Modeling the Human Segmentation Clock with Pluripotent Stem Cells
Megumu K. Saito,
Posted 27 Feb 2019
bioRxiv DOI: 10.1101/562447 (published DOI: 10.1038/s41586-020-2144-9)
Posted 27 Feb 2019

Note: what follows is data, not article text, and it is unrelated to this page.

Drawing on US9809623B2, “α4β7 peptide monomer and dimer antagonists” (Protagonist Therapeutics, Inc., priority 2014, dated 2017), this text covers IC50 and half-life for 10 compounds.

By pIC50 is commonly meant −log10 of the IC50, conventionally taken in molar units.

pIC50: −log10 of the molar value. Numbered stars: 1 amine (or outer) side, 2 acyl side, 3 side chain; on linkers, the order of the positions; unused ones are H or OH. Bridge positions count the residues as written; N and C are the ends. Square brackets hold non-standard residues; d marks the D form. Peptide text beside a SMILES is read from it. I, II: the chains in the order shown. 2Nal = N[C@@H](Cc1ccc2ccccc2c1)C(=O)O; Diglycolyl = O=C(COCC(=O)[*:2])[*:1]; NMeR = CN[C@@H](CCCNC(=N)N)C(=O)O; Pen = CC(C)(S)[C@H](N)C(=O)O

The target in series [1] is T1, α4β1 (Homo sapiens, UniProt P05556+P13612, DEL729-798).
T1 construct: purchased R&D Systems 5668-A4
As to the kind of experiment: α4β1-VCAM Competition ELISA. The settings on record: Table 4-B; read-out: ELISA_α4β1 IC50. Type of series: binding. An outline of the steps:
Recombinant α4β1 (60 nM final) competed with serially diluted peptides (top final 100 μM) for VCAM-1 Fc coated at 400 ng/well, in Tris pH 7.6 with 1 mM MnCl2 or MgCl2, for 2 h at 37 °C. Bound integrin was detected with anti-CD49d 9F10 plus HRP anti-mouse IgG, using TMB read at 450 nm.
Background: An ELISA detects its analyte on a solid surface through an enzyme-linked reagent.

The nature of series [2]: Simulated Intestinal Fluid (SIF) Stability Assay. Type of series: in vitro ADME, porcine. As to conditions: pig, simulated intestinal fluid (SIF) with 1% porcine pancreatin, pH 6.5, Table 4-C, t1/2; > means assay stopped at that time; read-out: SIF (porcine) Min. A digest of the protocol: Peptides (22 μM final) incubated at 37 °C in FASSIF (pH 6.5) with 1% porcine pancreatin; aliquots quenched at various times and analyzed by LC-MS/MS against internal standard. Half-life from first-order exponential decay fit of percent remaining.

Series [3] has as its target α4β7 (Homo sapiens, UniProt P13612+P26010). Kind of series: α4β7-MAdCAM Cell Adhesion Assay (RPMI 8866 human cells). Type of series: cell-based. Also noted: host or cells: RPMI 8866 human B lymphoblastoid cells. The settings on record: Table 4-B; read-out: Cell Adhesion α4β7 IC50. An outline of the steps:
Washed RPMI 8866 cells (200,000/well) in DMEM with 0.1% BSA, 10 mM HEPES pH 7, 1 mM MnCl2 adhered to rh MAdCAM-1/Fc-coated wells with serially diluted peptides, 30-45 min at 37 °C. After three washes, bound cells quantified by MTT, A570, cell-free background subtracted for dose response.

Pluripotent stem cells (PSCs) have increasingly been used to model different aspects of embryogenesis and organ formation. Despite recent advances in the in vitro induction of major mesodermal lineages and mesoderm-derived cell types experimental model systems that can recapitulate more complex biological features of human mesoderm development and patterning are largely missing. Here, we utilized induced pluripotent stem cells (iPSCs) for the stepwise in vitro induction of presomitic mesoderm (PSM) and its derivatives to model distinct aspects of human somitogenesis. We focused initially on modeling the human segmentation clock, a major biological concept believed to underlie the rhythmic and controlled emergence of somites, which give rise to the segmental pattern of the vertebrate axial skeleton. We succeeded to observe oscillatory expression of core segmentation clock genes, including HES7 and DKK1, and identified novel oscillatory genes in human iPSC-derived PSM. We furthermore determined the period of the human segmentation clock to be around five hours and showed the presence of dynamic traveling wave-like gene expression within in vitro induced human PSM. Utilizing CRISPR/Cas9-based genome editing technology, we then targeted genes, for which mutations in patients with abnormal axial skeletal development such as spondylocostal dysostosis (SCD) (HES7, LFNG and DLL3) or spondylothoracic dysostosis (STD) (MESP2) have been reported. Subsequent analysis of patient-like iPSC knock-out lines as well as patient-derived iPSCs together with their genetically corrected isogenic controls revealed gene-specific alterations in oscillation, synchronization or differentiation properties, validating the overall utility of our model system, to recapitulate not only key features of human somitogenesis but also to provide novel insights into diseases associated with the formation and patterning of the human axial skeleton.
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